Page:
Seems to me that for accessibility reasons, it might actually be preferable to insert the image rather than use a background image, because then screen readers can read something like "(external)" from the alt attribute.

    Of course, I could be wrong about all this. Or, it could be just a matter of taste. I'm interested in hearing your reasons for preferring the CSS background image method.

  12. @Karl Swedberg: I tend to prefer doing things without JavaScript whenever possible. If I can make something work in a browser whose user has disabled JS, why do it in a way that would deny that user the experience? People do browse without JS (though I can't understand why ;-), and I want them to get as much of the experience as possible.

    With regards to accessibility: At least on the main site I work on, having a screen reader read out "(external)" isn't important, because the site uses external links that are clearly external from the context.

    I think it's a matter of personal preference and site-specific reasoning. Your preferred method of doing things would make perfect sense to me if the site involved was different. For example, I could see how it could be a good thing to do here on Learning jQuery because it would provide a practical example of jQuery code.

  13. @Voyagerfan5761: Yes, I prefer doing things without JavaScript whenever possible, too. But, as I've noted more than once now, it's not possible to do this with pure CSS in a way that IE6 will understand, unless you manually add a class (or perhaps use some server-side logic).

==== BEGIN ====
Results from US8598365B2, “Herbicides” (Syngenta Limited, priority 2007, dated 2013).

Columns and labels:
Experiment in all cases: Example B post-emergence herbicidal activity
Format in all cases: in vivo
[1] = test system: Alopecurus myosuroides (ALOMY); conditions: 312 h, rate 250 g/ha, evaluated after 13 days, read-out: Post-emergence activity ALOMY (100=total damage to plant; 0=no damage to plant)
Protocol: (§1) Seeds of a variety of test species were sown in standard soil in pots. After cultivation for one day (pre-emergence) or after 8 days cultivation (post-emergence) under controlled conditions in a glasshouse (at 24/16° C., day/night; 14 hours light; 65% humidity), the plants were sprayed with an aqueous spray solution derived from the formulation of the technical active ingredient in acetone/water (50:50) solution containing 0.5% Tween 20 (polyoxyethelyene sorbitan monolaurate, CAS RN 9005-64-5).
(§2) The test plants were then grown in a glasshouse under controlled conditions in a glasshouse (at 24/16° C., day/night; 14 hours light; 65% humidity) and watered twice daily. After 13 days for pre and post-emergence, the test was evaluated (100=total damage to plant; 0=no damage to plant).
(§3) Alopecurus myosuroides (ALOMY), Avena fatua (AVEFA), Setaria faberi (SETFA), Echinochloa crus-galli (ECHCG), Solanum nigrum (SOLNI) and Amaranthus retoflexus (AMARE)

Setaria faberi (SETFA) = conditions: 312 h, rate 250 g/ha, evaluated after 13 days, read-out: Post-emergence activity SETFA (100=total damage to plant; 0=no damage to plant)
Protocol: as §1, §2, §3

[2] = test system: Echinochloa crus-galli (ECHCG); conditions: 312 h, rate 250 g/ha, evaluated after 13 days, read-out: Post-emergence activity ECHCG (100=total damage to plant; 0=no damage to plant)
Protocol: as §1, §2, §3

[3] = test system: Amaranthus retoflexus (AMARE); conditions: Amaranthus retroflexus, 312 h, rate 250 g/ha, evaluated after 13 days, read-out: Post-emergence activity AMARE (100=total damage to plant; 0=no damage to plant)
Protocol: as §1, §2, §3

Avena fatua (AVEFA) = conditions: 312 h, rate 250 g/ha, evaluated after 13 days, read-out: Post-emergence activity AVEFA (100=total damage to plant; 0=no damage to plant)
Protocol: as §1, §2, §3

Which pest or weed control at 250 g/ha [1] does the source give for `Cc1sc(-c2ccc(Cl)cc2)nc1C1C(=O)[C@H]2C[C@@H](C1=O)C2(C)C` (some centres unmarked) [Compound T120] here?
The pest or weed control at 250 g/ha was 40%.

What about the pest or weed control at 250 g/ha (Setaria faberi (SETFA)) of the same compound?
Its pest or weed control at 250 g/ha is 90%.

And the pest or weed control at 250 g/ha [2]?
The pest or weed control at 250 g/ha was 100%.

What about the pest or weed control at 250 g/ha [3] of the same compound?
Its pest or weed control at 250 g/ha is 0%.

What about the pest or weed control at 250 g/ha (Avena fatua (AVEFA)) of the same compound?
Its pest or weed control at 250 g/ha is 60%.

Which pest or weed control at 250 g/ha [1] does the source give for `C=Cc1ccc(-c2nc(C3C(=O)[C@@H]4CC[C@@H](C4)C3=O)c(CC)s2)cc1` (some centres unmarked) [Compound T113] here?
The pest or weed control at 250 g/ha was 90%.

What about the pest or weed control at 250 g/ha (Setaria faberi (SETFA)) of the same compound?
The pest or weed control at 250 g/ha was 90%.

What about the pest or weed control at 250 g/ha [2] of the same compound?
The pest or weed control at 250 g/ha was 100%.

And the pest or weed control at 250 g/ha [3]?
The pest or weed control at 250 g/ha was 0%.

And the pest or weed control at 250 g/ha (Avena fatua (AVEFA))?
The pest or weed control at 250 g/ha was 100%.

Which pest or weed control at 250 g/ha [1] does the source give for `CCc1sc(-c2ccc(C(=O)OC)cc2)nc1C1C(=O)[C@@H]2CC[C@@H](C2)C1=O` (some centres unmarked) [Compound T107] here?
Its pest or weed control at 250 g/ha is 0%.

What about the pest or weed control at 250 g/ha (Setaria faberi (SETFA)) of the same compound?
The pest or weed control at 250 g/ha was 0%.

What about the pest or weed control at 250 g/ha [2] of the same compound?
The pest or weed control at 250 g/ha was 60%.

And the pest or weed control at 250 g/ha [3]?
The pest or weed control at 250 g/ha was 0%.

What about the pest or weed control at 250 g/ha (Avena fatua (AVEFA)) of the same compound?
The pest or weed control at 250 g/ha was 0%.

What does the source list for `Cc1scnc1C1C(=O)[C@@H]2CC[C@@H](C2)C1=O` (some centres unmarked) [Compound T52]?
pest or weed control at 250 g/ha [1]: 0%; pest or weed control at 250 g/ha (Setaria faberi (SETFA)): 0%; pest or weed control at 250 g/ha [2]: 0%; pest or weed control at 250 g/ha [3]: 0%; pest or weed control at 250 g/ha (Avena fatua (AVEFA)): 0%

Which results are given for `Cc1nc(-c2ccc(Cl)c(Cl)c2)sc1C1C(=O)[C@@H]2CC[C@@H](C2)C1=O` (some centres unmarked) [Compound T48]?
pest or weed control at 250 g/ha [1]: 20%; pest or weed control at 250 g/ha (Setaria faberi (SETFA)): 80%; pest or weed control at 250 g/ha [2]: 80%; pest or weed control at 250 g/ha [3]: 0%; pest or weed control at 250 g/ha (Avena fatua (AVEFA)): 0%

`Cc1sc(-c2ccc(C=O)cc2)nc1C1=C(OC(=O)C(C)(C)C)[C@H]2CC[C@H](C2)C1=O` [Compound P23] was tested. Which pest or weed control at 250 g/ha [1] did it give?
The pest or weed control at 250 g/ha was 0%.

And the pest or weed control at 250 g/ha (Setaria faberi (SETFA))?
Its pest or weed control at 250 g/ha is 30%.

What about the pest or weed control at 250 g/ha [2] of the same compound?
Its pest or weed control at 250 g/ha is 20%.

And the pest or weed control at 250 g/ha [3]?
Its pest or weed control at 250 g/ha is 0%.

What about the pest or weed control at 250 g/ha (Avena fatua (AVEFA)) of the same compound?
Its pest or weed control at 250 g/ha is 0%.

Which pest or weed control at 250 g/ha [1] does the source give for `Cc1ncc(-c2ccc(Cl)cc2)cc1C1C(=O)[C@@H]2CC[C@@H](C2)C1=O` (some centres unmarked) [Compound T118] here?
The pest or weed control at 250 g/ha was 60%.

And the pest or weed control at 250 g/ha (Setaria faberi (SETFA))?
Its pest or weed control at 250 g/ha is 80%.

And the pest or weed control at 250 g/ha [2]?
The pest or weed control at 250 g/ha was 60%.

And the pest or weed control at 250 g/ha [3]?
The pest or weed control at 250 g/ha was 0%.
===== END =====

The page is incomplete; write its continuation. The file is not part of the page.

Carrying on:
You say that you use the CSS suggested by Ben. That's great. But Ben is applying that class with JavaScript.

    It should be pretty obvious from my posts here as well as from my books and my suggestions on the jQuery discussion list that I don't advocate using JavaScript for presentation when a cross-browser, pure-CSS solution is available.

    Still, do you agree that there are times when pure CSS is insufficient for this task? If not, show me the pure CSS selector that will add a background image to all external links on a page — keeping in mind that many sites are content-managed by less-technical users who won't be adding a class manually.

  14. @Karl Swedberg: Yes, there are times when pure CSS is insufficient for a lot of things. This is only one of them. I'm just saying that I haven't found any situations in which my method has proven to be inadequate. Not to say that such situations don't exist. ;-)

    Re your views being obvious, I honestly haven't been following the comments here much, nor do I regularly read the jQuery mailing list. I'm also sorry to say that I haven't bought any Web development books in over a year, and the last ones were on the subject of PHP. So I didn't know of your similar preferences. But I do now. :-)

  15. I want to not display the external image if the link or tag contian the tag of image (img)
    how do you do for make it?
    sorry for my bad english...

  16. Hi Mte90, you just need to make the selector more specific. So, instead of, for example, $('#extlinks a'), you could do something like, $('#extlinks a:not(:has(img))'). Hope that helps.